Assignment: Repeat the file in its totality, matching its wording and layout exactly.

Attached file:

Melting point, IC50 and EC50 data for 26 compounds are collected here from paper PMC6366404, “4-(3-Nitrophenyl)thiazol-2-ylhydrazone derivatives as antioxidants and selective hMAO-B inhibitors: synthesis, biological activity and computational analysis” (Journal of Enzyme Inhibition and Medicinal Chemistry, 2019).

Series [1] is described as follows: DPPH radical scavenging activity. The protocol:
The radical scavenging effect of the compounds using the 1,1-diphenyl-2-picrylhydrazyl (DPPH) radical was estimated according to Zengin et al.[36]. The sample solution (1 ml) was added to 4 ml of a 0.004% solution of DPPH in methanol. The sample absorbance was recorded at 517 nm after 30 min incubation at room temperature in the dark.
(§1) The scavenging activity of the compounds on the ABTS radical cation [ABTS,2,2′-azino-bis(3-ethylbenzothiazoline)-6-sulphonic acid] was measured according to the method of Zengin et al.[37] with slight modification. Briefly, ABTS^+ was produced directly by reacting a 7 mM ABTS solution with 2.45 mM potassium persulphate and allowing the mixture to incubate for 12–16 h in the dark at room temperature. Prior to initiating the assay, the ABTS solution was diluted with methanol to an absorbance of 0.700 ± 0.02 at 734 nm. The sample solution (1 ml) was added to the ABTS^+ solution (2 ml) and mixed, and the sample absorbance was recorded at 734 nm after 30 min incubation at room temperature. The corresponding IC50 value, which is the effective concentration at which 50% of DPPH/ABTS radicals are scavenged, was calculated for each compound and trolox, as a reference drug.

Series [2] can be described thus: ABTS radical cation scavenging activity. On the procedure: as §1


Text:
Melting point, IC50 and EC50 data for 26 compounds are collected here from paper PMC6366404, “4-(3-Nitrophenyl)thiazol-2-ylhydrazone derivatives as antioxidants and selective hMAO-B inhibitors: synthesis, biological activity and computational analysis” (Journal of Enzyme Inhibition and Medicinal Chemistry, 2019).

Series [1] is described as follows: DPPH radical scavenging activity. The protocol:
The radical scavenging effect of the compounds using the 1,1-diphenyl-2-picrylhydrazyl (DPPH) radical was estimated according to Zengin et al.[36]. The sample solution (1 ml) was added to 4 ml of a 0.004% solution of DPPH in methanol. The sample absorbance was recorded at 517 nm after 30 min incubation at room temperature in the dark.
(§1) The scavenging activity of the compounds on the ABTS radical cation [ABTS,2,2′-azino-bis(3-ethylbenzothiazoline)-6-sulphonic acid] was measured according to the method of Zengin et al.[37] with slight modification. Briefly, ABTS^+ was produced directly by reacting a 7 mM ABTS solution with 2.45 mM potassium persulphate and allowing the mixture to incubate for 12–16 h in the dark at room temperature. Prior to initiating the assay, the ABTS solution was diluted with methanol to an absorbance of 0.700 ± 0.02 at 734 nm. The sample solution (1 ml) was added to the ABTS^+ solution (2 ml) and mixed, and the sample absorbance was recorded at 734 nm after 30 min incubation at room temperature. The corresponding IC50 value, which is the effective concentration at which 50% of DPPH/ABTS radicals are scavenged, was calculated for each compound and trolox, as a reference drug.

Series [2] can be described thus: ABTS radical cation scavenging activity. On the procedure: as §1